The popularity of the Classical Scheveningen can be gauged by the fact that there were over 2,000 examples in Mega Database. White scores 56%, while 64% of the games are decisive (this is considerably lower than the figure in the English Attack).
1.e4 c5 2.Nf3 d6 3.d4 cxd4 4.Nxd4 Nf6 5.Nc3 e6 6.Bc4
White plays 6.Bc4
A typical Fischer Attack position. 6.Bc4 is a huge favourite of Bobby Fischer’s and has also been played by the likes of Garry Kasparov and Nigel Short (against Garry Kasparov!). The king’s bishop is aggressively placed on c4. Although it has to be said that at the moment the pawn on e6 does a very good job of blunting its power.
However, on the a2-g8 diagonal the bishop dissuades Black from playing either …d6-d5 or …e6-e5, both of which would certainly bring the bishop to life.
It should be noted that this position often arises out of the Najdorf move order 5…a6 6 Bc4 e6.
A prophylactic measure against both …d6-d5 and the impending …b7-b5.
Black seeks immediate counterplay on the queenside. Also possible are the developing 7…Be7 and 7…Nbd7, planning …Nc5 which will attack the bishop and put extra pressure on the e4-pawn.
8.0-0 Be7 9.Qf3
This is very much the modern way for White to play, attacking first with pieces rather than looking for a particular pawn break. The more traditional approach is with 9 f4, planning f4-f5, to put pressure on the e6-pawn and try to bring the bishop on b3 to life. Play can continue 9…Bb7 10.f5 e5 11.Nde2 and now 11…Nxe4 12.Nxe4 Bxe4 13.Nc3 Bb7 14.Qg4 gives White excellent compensation for the pawn, so Black should probably be content with 11…Nbd7.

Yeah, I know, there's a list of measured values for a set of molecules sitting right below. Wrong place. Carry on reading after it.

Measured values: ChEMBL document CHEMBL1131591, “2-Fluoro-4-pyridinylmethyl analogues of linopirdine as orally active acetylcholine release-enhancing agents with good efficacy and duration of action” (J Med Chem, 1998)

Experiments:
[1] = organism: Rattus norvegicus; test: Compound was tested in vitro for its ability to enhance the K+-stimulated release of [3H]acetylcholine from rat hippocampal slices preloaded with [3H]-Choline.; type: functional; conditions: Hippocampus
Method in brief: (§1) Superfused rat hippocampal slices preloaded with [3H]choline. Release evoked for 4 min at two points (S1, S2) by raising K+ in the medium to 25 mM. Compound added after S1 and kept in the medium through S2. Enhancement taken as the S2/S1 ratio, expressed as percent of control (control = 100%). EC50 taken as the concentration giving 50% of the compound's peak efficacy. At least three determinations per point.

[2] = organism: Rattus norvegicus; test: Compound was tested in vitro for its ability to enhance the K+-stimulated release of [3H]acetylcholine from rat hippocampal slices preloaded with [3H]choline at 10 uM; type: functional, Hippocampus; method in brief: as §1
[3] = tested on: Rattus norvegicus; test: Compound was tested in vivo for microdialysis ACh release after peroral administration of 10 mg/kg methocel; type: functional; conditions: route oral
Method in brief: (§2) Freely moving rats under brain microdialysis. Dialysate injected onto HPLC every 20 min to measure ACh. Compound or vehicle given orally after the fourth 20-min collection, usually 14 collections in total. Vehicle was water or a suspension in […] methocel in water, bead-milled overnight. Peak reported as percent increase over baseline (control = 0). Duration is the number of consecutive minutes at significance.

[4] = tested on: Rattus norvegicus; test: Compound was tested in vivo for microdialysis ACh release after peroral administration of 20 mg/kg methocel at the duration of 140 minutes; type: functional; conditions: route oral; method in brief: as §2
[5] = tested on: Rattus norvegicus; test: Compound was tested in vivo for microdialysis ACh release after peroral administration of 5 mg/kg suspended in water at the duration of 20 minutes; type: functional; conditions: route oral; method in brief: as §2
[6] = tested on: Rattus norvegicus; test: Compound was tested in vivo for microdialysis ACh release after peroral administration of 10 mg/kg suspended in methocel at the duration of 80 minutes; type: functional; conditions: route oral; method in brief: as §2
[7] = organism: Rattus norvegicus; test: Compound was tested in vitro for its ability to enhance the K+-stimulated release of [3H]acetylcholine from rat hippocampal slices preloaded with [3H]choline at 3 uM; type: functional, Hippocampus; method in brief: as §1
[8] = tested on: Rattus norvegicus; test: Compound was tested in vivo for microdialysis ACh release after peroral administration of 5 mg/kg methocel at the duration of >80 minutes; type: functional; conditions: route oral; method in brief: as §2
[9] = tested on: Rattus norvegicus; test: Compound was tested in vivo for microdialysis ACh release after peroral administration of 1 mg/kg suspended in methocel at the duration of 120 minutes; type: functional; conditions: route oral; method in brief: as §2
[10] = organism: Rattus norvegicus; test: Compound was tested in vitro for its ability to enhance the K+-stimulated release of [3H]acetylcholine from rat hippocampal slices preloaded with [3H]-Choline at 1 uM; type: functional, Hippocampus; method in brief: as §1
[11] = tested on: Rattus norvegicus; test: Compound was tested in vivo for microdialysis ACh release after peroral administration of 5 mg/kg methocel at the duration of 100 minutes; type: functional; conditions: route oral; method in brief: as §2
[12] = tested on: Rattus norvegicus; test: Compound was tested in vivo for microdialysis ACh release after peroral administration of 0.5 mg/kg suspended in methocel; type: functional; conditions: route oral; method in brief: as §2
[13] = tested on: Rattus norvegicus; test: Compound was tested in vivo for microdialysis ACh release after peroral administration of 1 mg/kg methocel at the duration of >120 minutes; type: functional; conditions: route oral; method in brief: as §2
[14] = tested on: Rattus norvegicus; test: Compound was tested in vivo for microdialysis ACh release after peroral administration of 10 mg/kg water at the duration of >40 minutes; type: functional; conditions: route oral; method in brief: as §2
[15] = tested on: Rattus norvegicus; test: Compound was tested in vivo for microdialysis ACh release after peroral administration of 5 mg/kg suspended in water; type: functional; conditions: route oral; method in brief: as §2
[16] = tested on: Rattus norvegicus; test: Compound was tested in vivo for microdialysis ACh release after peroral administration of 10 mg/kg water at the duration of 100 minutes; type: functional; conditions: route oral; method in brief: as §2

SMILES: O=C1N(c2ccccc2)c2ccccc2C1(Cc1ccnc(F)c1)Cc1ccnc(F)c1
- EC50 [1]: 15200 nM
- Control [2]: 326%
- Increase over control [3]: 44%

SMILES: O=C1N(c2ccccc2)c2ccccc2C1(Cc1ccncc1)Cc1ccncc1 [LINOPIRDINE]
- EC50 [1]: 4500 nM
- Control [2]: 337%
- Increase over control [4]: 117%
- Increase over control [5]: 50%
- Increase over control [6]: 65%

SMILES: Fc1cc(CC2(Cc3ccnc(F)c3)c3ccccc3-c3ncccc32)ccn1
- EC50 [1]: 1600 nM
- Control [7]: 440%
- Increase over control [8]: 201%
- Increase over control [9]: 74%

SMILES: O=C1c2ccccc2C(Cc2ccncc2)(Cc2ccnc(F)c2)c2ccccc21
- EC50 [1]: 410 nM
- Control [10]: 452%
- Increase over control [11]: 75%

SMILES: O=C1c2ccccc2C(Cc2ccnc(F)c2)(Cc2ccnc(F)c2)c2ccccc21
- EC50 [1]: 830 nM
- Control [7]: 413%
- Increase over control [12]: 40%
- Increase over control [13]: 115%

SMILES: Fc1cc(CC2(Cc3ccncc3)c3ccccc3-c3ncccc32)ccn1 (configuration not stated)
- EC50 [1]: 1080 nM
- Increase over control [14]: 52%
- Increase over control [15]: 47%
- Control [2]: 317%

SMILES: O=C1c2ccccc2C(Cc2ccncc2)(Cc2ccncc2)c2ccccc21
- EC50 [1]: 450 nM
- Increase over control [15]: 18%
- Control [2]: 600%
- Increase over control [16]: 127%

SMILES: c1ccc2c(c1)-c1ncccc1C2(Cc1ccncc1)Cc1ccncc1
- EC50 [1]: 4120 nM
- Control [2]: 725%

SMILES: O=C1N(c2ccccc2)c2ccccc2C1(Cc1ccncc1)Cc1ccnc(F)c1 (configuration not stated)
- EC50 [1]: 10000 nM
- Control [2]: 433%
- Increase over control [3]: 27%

Black must display caution here as White’s last move contained a threat. For example: 9…0-0? 10 e5! wins material. The most natural move way to deal with this threat is with 9…Bb7, but this allows White to carry out a very effective sacrifice: 10.Bxe6! fxe6 11.Nxe6 Qd7 12.Nxg7+ Kf7 13.Nf5 and White has three very good pawns for
the piece, while Black’s king is in disarray.
TIP: Bxe6 is a trick to look out for in the Fischer Attack. Black’s only other sensible move at this point is 9…Qb6. Both this and 9…Qc7 plan to meet 10 e5? with 10…Bb7!.
White turns his attentions to Black’s g-pawn.
Black is not forced to protect g7. Another major possibility here is 10…Nc6 11.Nxc6 Qxc6. Now White can grab on g7, but after 12.Qxg7 Rg8 13.Qh6 Nxe4 14.Nxe4 Qxe4 the capture of the crucial e4-pawn is more important and Black stands well. Instead, White normally opts to defend e4 with 12.Re1.